The Masque of the Black Tulip

Can I admit that modern romances are a guilty pleasure I occasionally indulge? Most of the time I read them on online writing sites that I’m still a member of from way back in the day. My biggest problem with the “chick lit” genre is that the heroines aren’t always appealing, or that the first person perspective gets to whiny. After finishing The Masque of the Black Tulip, I can confirm that Lauren Willig’s Pink Carnation series really does have it all. Smart, flirty females who can trap both French spies and paramours, and look good in the process.

the masque of the black tulipWhile the Pink Carnation is continuing work in France, and Richard and his wife have begun their school for spies, Richard’s best friend Miles has just received news via the War Office that dangerous spy The Black Tulip is back on English soil. The trouble is, no one knows the spy’s identities or intentions, though recently-arrived Lord Vaughn certainly fits the dastardly stereotype. Richard’s younger sister Henrietta is determined to prove her worth to the organization, and sees no better way than to capture the spy herself. If Amy can do it, so can she. Of course, the couple’s latent attraction to each other might provide just enough distraction to be their downfall.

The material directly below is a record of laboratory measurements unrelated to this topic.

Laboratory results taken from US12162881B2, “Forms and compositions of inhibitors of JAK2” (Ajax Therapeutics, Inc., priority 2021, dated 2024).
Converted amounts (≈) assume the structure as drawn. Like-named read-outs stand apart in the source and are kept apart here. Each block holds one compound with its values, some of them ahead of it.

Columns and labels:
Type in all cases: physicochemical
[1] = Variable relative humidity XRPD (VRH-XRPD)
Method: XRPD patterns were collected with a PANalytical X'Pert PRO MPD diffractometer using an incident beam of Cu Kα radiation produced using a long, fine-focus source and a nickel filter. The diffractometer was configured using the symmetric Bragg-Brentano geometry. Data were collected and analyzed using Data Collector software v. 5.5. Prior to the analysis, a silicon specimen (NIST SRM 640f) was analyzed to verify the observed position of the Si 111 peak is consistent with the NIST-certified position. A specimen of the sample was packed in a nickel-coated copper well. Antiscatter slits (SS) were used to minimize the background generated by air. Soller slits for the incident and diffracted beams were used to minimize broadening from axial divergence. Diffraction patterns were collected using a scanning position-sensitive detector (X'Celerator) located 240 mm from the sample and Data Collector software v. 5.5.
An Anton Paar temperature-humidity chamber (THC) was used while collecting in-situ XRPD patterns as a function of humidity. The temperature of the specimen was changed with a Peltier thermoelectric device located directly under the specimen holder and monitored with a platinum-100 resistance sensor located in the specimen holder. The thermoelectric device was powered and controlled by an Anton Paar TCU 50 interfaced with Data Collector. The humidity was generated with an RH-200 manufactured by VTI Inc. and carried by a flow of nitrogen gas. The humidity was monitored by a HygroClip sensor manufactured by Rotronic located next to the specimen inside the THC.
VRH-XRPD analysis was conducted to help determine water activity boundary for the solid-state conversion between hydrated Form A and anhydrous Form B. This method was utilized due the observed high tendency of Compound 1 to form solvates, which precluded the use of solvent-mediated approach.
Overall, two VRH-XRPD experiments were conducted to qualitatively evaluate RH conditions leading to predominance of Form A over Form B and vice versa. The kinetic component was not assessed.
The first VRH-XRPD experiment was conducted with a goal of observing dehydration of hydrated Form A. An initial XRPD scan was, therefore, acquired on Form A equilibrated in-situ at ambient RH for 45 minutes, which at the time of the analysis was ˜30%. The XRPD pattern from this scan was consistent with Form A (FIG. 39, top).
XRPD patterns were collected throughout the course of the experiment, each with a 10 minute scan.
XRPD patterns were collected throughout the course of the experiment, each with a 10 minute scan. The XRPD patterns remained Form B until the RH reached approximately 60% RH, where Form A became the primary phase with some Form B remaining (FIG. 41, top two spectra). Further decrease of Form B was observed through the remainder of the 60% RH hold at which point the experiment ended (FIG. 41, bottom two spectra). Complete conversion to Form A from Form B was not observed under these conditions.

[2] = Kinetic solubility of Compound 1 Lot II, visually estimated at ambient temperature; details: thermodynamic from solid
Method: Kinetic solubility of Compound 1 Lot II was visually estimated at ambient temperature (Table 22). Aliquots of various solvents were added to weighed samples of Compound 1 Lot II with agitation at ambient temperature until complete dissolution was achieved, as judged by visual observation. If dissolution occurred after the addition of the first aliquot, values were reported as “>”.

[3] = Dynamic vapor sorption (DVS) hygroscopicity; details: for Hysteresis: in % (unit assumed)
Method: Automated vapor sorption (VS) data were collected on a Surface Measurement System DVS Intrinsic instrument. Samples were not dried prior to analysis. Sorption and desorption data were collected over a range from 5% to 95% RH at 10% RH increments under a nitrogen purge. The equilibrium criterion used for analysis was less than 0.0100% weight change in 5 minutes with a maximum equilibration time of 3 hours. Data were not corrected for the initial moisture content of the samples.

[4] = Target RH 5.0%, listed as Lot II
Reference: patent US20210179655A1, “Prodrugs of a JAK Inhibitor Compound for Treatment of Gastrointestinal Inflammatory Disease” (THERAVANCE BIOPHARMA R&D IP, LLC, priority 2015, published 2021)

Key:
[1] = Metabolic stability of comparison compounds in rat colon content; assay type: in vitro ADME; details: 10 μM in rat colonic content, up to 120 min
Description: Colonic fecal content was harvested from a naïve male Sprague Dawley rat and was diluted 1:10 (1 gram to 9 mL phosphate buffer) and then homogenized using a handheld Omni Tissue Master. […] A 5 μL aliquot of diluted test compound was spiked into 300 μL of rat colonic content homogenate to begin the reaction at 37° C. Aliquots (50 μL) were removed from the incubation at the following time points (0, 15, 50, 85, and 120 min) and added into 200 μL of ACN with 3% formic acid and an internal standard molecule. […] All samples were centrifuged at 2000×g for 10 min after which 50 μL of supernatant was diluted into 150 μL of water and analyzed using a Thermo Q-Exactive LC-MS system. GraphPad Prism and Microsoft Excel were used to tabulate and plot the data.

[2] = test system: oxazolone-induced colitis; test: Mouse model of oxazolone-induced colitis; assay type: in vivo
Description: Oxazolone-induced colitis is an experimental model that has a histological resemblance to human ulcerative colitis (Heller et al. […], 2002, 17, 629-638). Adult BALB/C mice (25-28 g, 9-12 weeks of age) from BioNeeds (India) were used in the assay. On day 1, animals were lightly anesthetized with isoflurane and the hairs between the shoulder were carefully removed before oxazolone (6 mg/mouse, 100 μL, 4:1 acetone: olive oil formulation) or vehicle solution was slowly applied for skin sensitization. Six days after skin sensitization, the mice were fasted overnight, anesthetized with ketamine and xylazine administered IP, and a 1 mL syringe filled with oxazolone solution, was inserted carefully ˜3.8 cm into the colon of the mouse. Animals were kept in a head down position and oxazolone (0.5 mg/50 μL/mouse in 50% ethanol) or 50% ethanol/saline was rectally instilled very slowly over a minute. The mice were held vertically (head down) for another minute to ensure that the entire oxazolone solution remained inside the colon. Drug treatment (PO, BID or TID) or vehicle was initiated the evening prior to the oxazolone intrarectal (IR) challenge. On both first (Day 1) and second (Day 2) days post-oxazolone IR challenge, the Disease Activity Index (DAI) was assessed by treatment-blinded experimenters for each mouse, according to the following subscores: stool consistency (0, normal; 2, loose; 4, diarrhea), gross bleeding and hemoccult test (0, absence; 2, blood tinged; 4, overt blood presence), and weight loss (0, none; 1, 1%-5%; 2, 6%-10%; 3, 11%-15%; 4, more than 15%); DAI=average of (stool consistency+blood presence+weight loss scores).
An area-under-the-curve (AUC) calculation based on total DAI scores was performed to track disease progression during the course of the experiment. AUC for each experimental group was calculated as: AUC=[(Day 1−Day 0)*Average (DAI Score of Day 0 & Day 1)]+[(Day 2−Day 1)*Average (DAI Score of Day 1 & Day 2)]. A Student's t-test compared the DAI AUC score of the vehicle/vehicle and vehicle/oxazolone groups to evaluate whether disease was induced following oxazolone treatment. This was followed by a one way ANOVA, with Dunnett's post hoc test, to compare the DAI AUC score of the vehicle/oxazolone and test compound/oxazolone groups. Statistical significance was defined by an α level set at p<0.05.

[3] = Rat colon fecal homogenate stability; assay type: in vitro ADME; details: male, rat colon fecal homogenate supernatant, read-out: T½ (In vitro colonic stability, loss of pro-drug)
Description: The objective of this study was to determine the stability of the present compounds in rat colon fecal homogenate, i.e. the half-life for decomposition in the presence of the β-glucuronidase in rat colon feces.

Ms. Willig writes the interactions between Miles and Hen perfectly. They are filled with witty repartee and fond longing at the same time. Though they get themselves into a fair number of scrapes, overall they have intelligence to survive and the grace to laugh about it afterwards. The book satisfies equally on all fronts: romance, suspense, and humor. I laughed aloud more than once, especially at Turnip Fitzhugh, who seems to have migrated from a P.G. Wodehouse novel.

Eloise’s modern day story is still brief compared to the historical narrative, but I was much more invested in it this time around. She came off as too much of an idiot in The Secret History of the Pink Carnation. Now, however, I dying to know if anything ever happens with her and Colin.

There are enough incidental characters planted that the series seems like it still has a long way to go (good thing I own the next three books). I also want to reread The Scarlet Pimpernel.

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Published in: on May 21, 2012 at 2:54 pm  Leave a Comment  
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